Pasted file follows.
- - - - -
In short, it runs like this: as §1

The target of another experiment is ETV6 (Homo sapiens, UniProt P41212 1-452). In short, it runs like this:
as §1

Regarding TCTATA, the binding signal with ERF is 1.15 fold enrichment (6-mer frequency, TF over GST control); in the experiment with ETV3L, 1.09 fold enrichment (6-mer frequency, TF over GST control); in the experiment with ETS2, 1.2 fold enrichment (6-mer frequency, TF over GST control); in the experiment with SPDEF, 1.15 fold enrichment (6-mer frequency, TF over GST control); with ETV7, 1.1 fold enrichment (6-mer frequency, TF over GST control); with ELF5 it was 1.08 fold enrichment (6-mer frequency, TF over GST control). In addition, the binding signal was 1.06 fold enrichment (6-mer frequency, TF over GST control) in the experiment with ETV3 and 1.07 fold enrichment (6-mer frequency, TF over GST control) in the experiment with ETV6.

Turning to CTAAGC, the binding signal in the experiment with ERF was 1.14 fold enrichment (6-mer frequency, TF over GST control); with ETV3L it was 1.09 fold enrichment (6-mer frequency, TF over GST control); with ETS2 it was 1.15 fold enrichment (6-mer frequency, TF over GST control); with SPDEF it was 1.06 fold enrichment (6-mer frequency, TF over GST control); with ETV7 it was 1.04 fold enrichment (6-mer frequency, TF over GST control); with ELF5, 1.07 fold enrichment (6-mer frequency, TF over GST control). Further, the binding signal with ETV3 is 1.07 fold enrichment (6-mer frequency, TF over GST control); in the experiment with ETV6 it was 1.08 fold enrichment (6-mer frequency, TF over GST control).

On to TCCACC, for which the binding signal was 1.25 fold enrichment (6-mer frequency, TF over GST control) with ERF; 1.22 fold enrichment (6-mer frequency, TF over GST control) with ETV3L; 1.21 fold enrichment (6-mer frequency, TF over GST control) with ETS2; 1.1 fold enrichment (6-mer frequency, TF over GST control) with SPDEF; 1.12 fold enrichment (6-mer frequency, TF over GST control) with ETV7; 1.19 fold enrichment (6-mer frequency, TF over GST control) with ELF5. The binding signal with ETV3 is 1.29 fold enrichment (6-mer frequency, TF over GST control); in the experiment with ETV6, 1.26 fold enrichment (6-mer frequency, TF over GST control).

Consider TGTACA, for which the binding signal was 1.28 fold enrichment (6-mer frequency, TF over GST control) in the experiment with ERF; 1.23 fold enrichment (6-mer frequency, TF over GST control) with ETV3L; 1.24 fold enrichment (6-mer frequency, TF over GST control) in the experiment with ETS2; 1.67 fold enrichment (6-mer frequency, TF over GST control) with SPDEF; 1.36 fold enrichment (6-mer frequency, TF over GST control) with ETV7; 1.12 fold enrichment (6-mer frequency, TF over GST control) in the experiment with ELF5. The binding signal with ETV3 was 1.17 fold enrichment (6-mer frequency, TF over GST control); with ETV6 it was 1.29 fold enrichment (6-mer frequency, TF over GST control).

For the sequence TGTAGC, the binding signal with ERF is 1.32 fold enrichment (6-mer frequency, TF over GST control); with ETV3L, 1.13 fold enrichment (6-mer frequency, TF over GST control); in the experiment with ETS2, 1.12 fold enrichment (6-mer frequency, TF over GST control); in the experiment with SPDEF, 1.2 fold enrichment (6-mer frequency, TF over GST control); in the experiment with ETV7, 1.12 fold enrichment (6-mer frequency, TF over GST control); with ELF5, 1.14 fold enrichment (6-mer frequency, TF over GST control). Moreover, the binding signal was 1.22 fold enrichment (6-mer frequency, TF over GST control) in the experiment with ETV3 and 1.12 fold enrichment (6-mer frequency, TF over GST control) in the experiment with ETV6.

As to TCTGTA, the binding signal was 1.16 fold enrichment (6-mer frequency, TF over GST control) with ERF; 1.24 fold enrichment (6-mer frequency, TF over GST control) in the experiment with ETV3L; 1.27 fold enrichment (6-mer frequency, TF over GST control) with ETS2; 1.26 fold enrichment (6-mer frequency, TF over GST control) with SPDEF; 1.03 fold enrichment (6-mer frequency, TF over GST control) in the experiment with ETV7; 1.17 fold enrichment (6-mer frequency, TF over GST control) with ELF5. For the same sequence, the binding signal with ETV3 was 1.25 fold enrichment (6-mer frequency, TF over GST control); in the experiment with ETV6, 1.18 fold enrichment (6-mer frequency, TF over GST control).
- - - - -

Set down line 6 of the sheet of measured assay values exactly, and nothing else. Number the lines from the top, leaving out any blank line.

On to TCCACC, for which the binding signal was 1.25 fold enrichment (6-mer frequency, TF over GST control) with ERF; 1.22 fold enrichment (6-mer frequency, TF over GST control) with ETV3L; 1.21 fold enrichment (6-mer frequency, TF over GST control) with ETS2; 1.1 fold enrichment (6-mer frequency, TF over GST control) with SPDEF; 1.12 fold enrichment (6-mer frequency, TF over GST control) with ETV7; 1.19 fold enrichment (6-mer frequency, TF over GST control) with ELF5. The binding signal with ETV3 is 1.29 fold enrichment (6-mer frequency, TF over GST control); in the experiment with ETV6, 1.26 fold enrichment (6-mer frequency, TF over GST control).